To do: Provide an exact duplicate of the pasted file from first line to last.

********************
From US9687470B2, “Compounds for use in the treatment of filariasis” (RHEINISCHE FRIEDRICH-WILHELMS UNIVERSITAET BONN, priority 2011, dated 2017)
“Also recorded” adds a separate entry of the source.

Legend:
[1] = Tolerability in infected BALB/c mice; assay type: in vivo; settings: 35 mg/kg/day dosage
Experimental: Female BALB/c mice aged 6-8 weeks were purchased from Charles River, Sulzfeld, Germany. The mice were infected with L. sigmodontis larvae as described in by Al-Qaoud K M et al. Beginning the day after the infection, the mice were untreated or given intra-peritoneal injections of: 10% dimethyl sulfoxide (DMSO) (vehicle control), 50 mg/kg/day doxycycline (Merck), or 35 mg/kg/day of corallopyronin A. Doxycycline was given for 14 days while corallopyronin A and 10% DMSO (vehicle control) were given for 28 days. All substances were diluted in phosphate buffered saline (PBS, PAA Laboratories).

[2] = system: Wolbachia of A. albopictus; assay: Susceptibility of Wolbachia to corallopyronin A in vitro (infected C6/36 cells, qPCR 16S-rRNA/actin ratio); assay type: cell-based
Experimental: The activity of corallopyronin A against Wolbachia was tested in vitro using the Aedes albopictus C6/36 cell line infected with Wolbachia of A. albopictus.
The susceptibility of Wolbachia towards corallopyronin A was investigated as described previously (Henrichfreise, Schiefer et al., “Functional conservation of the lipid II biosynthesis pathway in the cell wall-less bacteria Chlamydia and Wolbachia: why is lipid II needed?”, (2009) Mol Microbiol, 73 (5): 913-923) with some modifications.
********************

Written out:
From US9687470B2, “Compounds for use in the treatment of filariasis” (RHEINISCHE FRIEDRICH-WILHELMS UNIVERSITAET BONN, priority 2011, dated 2017)
“Also recorded” adds a separate entry of the source.

Legend:
[1] = Tolerability in infected BALB/c mice; assay type: in vivo; settings: 35 mg/kg/day dosage
Experimental: Female BALB/c mice aged 6-8 weeks were purchased from Charles River, Sulzfeld, Germany. The mice were infected with L. sigmodontis larvae as described in by Al-Qaoud K M et al. Beginning the day after the infection, the mice were untreated or given intra-peritoneal injections of: 10% dimethyl sulfoxide (DMSO) (vehicle control), 50 mg/kg/day doxycycline (Merck), or 35 mg/kg/day of corallopyronin A. Doxycycline was given for 14 days while corallopyronin A and 10% DMSO (vehicle control) were given for 28 days. All substances were diluted in phosphate buffered saline (PBS, PAA Laboratories).

[2] = system: Wolbachia of A. albopictus; assay: Susceptibility of Wolbachia to corallopyronin A in vitro (infected C6/36 cells, qPCR 16S-rRNA/actin ratio); assay type: cell-based
Experimental: The activity of corallopyronin A against Wolbachia was tested in vitro using the Aedes albopictus C6/36 cell line infected with Wolbachia of A. albopictus.
The susceptibility of Wolbachia towards corallopyronin A was investigated as described previously (Henrichfreise, Schiefer et al., “Functional conservation of the lipid II biosynthesis pathway in the cell wall-less bacteria Chlamydia and Wolbachia: why is lipid II needed?”, (2009) Mol Microbiol, 73 (5): 913-923) with some modifications.